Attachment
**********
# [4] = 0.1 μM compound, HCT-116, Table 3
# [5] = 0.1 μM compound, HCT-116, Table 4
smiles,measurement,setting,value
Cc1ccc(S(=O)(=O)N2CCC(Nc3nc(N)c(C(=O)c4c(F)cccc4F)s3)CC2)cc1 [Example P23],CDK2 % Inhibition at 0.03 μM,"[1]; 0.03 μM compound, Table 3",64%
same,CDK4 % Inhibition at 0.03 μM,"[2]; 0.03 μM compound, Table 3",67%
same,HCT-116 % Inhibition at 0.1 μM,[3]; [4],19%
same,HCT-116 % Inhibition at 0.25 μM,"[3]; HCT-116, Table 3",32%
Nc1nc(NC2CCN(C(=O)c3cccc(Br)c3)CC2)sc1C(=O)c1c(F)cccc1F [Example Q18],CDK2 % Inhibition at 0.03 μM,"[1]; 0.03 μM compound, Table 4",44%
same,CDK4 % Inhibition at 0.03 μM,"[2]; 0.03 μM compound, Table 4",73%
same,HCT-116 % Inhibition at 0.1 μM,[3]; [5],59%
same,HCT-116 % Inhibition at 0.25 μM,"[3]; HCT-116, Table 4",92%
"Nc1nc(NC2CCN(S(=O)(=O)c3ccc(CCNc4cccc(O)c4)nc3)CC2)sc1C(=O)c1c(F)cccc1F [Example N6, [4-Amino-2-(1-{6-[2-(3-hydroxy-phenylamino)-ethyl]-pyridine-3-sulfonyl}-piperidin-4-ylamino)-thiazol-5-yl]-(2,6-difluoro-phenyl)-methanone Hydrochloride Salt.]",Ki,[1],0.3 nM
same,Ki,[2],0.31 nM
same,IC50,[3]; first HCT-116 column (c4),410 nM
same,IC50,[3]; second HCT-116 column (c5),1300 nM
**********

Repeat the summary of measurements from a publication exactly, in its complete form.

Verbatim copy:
# [4] = 0.1 μM compound, HCT-116, Table 3
# [5] = 0.1 μM compound, HCT-116, Table 4
smiles,measurement,setting,value
Cc1ccc(S(=O)(=O)N2CCC(Nc3nc(N)c(C(=O)c4c(F)cccc4F)s3)CC2)cc1 [Example P23],CDK2 % Inhibition at 0.03 μM,"[1]; 0.03 μM compound, Table 3",64%
same,CDK4 % Inhibition at 0.03 μM,"[2]; 0.03 μM compound, Table 3",67%
same,HCT-116 % Inhibition at 0.1 μM,[3]; [4],19%
same,HCT-116 % Inhibition at 0.25 μM,"[3]; HCT-116, Table 3",32%
Nc1nc(NC2CCN(C(=O)c3cccc(Br)c3)CC2)sc1C(=O)c1c(F)cccc1F [Example Q18],CDK2 % Inhibition at 0.03 μM,"[1]; 0.03 μM compound, Table 4",44%
same,CDK4 % Inhibition at 0.03 μM,"[2]; 0.03 μM compound, Table 4",73%
same,HCT-116 % Inhibition at 0.1 μM,[3]; [5],59%
same,HCT-116 % Inhibition at 0.25 μM,"[3]; HCT-116, Table 4",92%
"Nc1nc(NC2CCN(S(=O)(=O)c3ccc(CCNc4cccc(O)c4)nc3)CC2)sc1C(=O)c1c(F)cccc1F [Example N6, [4-Amino-2-(1-{6-[2-(3-hydroxy-phenylamino)-ethyl]-pyridine-3-sulfonyl}-piperidin-4-ylamino)-thiazol-5-yl]-(2,6-difluoro-phenyl)-methanone Hydrochloride Salt.]",Ki,[1],0.3 nM
same,Ki,[2],0.31 nM
same,IC50,[3]; first HCT-116 column (c4),410 nM
same,IC50,[3]; second HCT-116 column (c5),1300 nM